Holczer to sue Schumacher

By Gregor Brown Germany's Stefan Schumacher betrayed team Gerolsteiner with his performance in the...

By Gregor Brown

Germany's Stefan Schumacher betrayed team Gerolsteiner with his performance in the Tour de France, according to Hans-Michael Holczer. The team's manager plans to take his former rider to court for financial damages as a result of a positive EPO control.

"These are the two points that I can say; he cheated the whole team, especially me, and I will sue him until the last cent I have in my pocket," said German Holczer to Cyclingnews.

Schumacher tested positive for a third generation of EPO - Continuous Erythropoietin Receptor Activator (CERA) - at the Tour de France, July 5 to 27, where he was the winner of both time trial stages and the holder of the maillot jaune for two days. The French Anti-Doping Agency (AFLD) tested blood samples from the race this week after urine samples were inconclusive.

"I heard the news a few minutes before - I read the report on L'Equipe and I got a phone call from [Tour Directeur] Christian Prudhomme," said Holczer.

Holczer criticised the internal testing carried out by teams such as Team CSC-Saxo Bank, Garmin Chipotle - H30 and Team Columbia. He stated it is unable to detect CERA and it helps riders avoid controls.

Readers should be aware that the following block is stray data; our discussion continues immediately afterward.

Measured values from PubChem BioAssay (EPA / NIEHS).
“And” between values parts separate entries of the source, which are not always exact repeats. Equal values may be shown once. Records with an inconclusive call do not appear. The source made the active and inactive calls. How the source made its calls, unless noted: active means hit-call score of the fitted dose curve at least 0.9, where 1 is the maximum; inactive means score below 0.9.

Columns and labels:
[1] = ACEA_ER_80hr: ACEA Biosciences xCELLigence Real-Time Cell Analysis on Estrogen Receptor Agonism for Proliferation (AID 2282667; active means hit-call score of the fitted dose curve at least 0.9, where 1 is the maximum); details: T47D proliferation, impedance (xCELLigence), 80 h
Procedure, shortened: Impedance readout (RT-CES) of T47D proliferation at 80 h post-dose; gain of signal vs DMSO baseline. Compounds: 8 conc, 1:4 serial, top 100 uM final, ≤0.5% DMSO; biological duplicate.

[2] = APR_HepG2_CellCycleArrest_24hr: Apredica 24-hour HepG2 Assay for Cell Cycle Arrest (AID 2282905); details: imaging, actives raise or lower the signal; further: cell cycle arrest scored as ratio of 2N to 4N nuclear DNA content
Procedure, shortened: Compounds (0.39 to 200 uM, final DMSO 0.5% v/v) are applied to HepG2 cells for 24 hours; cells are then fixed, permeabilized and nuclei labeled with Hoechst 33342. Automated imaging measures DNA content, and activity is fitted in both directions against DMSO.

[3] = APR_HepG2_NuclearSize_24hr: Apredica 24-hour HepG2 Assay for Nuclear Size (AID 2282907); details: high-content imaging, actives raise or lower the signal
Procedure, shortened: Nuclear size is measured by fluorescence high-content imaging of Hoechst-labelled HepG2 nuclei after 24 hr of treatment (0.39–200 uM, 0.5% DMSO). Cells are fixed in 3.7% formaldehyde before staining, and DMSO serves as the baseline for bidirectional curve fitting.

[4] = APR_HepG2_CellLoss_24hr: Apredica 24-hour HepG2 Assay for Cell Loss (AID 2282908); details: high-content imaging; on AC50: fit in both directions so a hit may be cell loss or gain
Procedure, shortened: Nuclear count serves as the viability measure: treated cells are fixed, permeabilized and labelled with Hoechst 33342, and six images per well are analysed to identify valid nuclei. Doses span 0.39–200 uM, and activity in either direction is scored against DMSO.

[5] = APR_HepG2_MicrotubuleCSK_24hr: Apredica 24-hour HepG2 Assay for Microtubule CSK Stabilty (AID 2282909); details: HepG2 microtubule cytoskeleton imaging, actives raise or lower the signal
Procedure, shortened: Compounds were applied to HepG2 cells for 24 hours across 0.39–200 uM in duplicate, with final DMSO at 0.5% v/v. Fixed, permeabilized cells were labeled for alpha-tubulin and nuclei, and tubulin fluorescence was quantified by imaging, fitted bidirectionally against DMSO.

"You would not have found CERA with an internal test," he said. "I am still convinced that internal tests are the first steps for cheating. It does not help."

Holczer warned that even the International Cycling Union's (UCI) biological passport may not meet the grade. "We are going to see how many of the riders are positive because he was tested nine times for the biological passport," he added.

The relationship between Holczer and Schumacher was to end with 2008, when Schumacher was expected to join Quick Step-Specialized. Holczer was unable to find a replacement sponsor for Gerolsteiner and his star rider had to look elsewhere for a contract. The two have now separated paths sooner than expected and Schumacher's future remains in the balance.

"I don't call him," Holczer added. "I don't see any necessity to talk to this man again. This is a final shame that he brought over the team."

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